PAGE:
by Robert Romano
Inflation is up 4.92 percent the past 12 months as of May, the most since July 2008’s 5.5 percent, according to data compiled by the Bureau of Labor Statistics, amid a torrent of trillions of dollars of government spending, Federal Reserve money printing and a weakening dollar combined with the continued economic rebound led by reopening businesses from the 2020 Covid lockdowns.
The past three months alone, inflation has grown at an accelerated rate of 2 percent combined. If that trend were to hold up for the rest of the year, inflation would come closer to 8 percent.
In the month of May, price jumps in fuel oil at 2.1 percent and piped gas service at 1.7 percent offset a 0.7 percent drop in gasoline prices. In addition, new car prices grew 1.6 percent. Used cars and trucks grew at 7.3 percent again after a 10 percent jump in April. Apparel jumped 1.2 percent. And transportation services grew 1.5 percent after a 2.9 percent jump in April.
Now, in part the price spikes being seen now have been offsetting the price deflation from a year ago during the Covid lockdowns. From May 2019 to May 2020, inflation was a mere 0.22 percent. When you average out the two years, inflation comes in at almost 2.6 percent a year.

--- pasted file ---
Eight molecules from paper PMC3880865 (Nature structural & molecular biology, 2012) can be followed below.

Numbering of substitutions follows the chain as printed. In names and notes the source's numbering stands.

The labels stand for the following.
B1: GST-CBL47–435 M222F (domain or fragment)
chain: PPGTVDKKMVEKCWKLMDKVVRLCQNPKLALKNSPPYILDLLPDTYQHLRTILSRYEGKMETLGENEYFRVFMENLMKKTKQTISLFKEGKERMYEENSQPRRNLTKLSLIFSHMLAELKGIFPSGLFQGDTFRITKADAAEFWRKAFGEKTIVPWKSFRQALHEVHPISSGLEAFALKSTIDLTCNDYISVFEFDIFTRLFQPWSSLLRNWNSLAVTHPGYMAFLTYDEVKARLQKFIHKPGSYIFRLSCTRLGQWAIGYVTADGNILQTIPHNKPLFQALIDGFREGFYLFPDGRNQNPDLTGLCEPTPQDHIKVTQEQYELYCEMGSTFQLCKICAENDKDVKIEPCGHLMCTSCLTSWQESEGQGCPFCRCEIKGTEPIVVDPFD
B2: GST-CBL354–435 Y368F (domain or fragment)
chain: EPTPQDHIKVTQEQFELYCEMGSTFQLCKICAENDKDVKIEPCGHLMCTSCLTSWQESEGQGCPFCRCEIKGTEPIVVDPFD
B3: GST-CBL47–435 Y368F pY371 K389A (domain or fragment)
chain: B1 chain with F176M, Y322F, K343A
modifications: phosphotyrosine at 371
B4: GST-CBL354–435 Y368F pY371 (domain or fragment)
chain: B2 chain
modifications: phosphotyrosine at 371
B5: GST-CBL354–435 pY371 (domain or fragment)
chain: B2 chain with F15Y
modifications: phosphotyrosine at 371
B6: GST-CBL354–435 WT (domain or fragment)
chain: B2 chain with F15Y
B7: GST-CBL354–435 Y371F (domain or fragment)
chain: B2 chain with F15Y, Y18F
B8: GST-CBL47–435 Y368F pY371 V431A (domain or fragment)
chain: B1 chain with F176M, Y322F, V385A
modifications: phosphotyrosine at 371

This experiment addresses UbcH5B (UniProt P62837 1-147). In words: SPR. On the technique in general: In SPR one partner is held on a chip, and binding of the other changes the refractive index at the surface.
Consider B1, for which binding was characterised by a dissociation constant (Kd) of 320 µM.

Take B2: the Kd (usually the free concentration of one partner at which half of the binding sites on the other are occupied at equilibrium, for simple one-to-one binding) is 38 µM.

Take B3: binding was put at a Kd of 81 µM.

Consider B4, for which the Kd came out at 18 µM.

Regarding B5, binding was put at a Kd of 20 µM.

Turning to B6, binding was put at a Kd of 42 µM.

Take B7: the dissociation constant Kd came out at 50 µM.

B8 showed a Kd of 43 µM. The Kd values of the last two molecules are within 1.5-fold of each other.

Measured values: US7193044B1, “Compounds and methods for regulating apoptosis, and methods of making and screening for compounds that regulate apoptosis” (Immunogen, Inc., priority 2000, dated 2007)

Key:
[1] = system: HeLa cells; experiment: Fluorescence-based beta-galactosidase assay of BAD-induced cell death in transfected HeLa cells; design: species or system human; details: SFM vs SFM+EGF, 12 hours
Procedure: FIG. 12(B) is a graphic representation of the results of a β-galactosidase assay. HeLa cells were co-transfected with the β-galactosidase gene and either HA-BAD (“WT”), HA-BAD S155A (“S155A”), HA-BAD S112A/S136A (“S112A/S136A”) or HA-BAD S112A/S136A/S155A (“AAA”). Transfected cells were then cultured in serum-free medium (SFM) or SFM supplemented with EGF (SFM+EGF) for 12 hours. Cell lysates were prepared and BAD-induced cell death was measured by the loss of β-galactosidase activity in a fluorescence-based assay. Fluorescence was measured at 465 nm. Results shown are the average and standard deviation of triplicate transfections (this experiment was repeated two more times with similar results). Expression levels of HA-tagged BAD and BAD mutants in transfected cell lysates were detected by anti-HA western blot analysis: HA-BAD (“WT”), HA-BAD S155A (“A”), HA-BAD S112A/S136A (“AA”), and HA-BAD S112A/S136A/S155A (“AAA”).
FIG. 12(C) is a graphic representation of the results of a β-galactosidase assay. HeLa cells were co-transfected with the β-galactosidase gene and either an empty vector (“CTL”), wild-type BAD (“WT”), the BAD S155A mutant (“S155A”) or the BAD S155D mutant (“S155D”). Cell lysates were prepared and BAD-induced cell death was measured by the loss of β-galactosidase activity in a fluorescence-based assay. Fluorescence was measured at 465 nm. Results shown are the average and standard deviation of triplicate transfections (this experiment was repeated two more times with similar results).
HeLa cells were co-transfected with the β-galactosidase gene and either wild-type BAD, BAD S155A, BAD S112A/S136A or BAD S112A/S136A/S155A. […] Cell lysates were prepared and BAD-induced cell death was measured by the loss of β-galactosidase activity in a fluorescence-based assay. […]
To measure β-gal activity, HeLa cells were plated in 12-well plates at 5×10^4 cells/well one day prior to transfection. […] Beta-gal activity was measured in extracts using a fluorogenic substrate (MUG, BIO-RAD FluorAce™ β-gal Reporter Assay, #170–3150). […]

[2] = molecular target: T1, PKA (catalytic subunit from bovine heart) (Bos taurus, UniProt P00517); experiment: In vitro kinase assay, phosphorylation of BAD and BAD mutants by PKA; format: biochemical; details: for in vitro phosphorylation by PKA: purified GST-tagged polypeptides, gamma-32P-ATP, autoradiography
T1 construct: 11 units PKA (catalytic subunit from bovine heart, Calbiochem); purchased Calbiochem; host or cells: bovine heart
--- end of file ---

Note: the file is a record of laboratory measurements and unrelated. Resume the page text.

However, a month ago that same reading — averaging April 2019 to April 2021 — was just over 2.2 percent a year, meaning the inflation is accelerating. The question is for how long.
A hint can be gleaned from the value of the dollar compared to foreign currencies, specifically, the growth rate of the U.S. trade-weighted dollar index, broad, goods and services, which demonstrates an inverse relation with the consumer price index. That is, when the dollar is weakening at an accelerating rate, you see jumps in consumer prices, and when the dollar is strengthening at an accelerating rate, you see drops in consumer prices.
Looking at 12 episodes dating back to 1999 of the growth rate of the dollar’s value reaching a low during a cycle, like clockwork, it took on average 3.5 months before the next peak in inflation.
In Sept. 1999, the dollar hit a low and then in March 2000, inflation hit 3.76 percent, six months later.
In July 2000, the dollar hit a low and then by Jan. 2001, inflation hit 3.72 percent, six months later.
In Jan. 2004, the dollar hit a low and then by June 2004, inflation reached 3.16 percent, five months later.
In May 2005, the dollar bottomed and by Sept 2005, inflation climbed to 4.74 percent, four months later.
In March 2008, the dollar reached a bottom, and by July 2008, inflation hit 5.5 percent, the highest since the 1990. That was right before the financial crisis and the Federal Reserve moving its policy rate to near-zero percent.
In Nov. 2009, the dollar hit a low and by Dec. 2009, inflation hit 2.81 percent, just a month later.
In June 2011, the dollar bottomed and by Sept. 2011, inflation reached 3.81 percent, three months later.
In Dec. 2012, the dollar dropped and by Feb. 2013, inflation ran up to 2.01 percent, two months later.
In May 2013, the dollar hit a low and by July 2013, inflation climbed to 1.88 percent, two months later.
Then in 2016, the Federal Reserve began moving its policy rate up, slowly at first and then accelerating through former President Donald Trump’s term of office.